I know not where random written thoughts will take me but I see where words have taken me thus far. I have bonded with people around the world who I may never meet in person but include in my circle of friends. I have woven scenes from my travels to share with those who aren’t able to venture far from home. And I have realized the power of words, written or spoken. I have also witness the power of my own words.

Art Room Mishap

It happened shortly after my husband left for an out-of-town job. I was swallowed by my art room. But I was not the only one. My hamster, Zola, was missing.

We returned from Reno to find a cage with full food cup and water bottle sans Zola. She must have perfected her escape scenario soon after we left the house. Knowing about her penchant for Houdini like behavior I made sure to secure the latch on her cage with a large safety pin. Seeing the door still closed really made me wonder if she was hiding under the fluff. My husband checked. Not under the fluff! Her furniture and toys were still in the same place which is a sure sign of her absence as she redecorates daily. A closer look at the door reveals…a turned safety pin and an inch and 3/4 gap…and a three foot fall from the bookcase.

I searched everywhere I could on the first day and hours each day thereafter to no avail.
My art room was the most difficult. I moved boxes out to the dining room table and spread out…frightened that I was going to find this dead thing laying between the boxes. It was not a pleasant experience though a good reason to organize.

The morning my husband left and I was swallowed by my art room I noticed the tiniest bit of fragnance. By afternoon I was more than suspiscious Zola was close. That evening I found her behind the bookcase that I could not move alone.

The following day found me in the cool (thank goodness) but windy outdoors. It was a good day to make a grave marker while waiting for my husband to return. Only he didn’t. My daughter was coming over we were going to have graveside service for her. It was getting cold and I wanted to go inside. I simply couldn’t wait any longer.

I am blessed with good neighbors. I ran next door and recruited the neighbor and he recruited his grandson for pest control duties. While I waited outside they removed the rodent. My daughter came over and we laid Zola to rest under the rosebush, covering her little resting place with a small piece of slate.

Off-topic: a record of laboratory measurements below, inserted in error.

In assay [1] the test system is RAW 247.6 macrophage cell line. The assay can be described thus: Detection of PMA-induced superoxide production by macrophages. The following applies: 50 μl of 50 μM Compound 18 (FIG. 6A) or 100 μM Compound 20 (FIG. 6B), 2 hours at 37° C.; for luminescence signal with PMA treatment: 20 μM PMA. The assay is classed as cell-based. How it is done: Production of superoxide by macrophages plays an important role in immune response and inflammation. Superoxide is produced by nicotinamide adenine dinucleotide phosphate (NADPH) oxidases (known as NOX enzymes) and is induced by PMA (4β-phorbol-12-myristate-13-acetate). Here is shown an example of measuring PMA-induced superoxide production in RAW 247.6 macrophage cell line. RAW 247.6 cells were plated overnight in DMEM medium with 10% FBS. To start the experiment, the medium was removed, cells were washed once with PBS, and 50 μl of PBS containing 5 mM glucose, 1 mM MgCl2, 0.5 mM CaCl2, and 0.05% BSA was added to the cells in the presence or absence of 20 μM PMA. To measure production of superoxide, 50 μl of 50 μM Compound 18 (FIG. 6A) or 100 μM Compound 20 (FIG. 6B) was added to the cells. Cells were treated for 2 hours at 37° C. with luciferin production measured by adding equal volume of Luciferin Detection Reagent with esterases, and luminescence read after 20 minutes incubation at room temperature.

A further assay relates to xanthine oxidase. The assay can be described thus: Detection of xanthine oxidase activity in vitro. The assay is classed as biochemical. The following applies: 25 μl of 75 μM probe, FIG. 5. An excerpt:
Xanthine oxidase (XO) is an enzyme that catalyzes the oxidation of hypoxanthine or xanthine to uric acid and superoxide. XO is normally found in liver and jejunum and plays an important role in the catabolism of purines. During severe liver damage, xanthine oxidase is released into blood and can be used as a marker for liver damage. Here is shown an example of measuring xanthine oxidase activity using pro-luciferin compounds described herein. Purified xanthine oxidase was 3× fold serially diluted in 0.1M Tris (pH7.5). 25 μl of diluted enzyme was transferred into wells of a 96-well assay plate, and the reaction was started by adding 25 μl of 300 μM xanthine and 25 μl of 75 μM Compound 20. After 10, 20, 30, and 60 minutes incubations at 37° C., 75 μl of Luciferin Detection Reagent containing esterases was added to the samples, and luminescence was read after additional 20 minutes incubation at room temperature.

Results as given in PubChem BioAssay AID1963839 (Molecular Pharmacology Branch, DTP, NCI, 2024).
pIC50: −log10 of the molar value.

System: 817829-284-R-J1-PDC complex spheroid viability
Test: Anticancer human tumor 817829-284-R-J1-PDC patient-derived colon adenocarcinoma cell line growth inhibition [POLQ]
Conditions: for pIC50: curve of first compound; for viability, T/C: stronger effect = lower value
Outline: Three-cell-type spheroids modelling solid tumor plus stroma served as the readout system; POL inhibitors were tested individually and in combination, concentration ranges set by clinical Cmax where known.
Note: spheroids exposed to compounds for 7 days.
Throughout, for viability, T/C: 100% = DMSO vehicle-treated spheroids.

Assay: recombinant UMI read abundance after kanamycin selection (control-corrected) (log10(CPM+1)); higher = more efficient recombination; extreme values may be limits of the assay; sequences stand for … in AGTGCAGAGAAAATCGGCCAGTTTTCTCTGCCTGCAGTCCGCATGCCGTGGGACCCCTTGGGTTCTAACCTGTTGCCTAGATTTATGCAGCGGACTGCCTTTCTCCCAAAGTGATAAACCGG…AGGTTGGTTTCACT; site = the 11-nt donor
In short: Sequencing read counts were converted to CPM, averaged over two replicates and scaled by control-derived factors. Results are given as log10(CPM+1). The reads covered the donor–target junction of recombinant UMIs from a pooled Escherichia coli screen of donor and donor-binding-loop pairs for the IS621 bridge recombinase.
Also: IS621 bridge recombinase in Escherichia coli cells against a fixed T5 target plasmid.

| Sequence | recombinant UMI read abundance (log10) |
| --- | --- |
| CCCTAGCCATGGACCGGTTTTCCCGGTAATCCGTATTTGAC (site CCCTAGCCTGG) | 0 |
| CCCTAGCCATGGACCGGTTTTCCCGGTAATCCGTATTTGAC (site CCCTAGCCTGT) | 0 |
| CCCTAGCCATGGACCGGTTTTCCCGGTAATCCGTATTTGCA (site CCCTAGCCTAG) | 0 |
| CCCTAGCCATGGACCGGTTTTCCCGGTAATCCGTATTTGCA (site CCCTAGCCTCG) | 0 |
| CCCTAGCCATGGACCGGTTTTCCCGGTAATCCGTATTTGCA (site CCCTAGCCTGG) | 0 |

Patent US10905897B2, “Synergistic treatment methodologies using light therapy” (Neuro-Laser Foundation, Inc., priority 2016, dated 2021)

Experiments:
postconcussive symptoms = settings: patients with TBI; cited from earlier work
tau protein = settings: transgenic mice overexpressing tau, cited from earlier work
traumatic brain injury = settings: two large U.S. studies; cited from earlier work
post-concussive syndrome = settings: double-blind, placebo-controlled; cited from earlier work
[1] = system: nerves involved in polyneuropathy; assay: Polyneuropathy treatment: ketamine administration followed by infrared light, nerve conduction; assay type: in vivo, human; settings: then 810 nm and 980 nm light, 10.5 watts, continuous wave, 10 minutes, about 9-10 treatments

That evening I was working on cleaning and organizing my art studio. I pulled on a cord that was around the back of the bookcase and found evidence of my poor Zola’s demise. She had bitten through the cord and zapped herself. While thankful she didn’t suffer a death by starvation I was enormously grateful there was no fire.

And so was the death of our Houdini hamster. The end…Or is it the beginning of a new tale…The Hamster Haunting…

The New Me

I’m not sure why I have strayed so far from the written word but I’m back…At least for now. I have made some needed changes in my life. I embarked on a path to health and lost 50 pounds bringing me to near high school weight. I started exercising using equipment brought out of storage and moved to my daughter’s former bedroom.

My daughter…It wasn’t her moving to San Francisco that was so hard for me. It was her change in spirituality moving from Buddhism to Pentacostal. I am all for her deepening her relationship with God but to shed herself of all that makes her who she is has been so difficult. No singing, dancing, acting. No hip clothing, makeup, jewelry. She has turned her back on such things, but thankfully, still holds tight to her father and I.

In the beginning I cried every time she came to visit. We struggled for safe topics of discussion while we moved away from all that was familiar. We stopped listening to the same type of music, stopped watching our favorite TV shows together, and started debating religion. I know that everyone needs something that no one religion can offer. But the drastic changes were so incredibly difficult to take in and accept.

After nearly six months of heartache we have come to some middle ground. I can see how confident she has become, how valued she is by new friends, and how she has grown up without me. It has been a bitter pill to swallow but I have found comfort in the fact that she still wears thong underwear and has a shoe fetish. There is hope…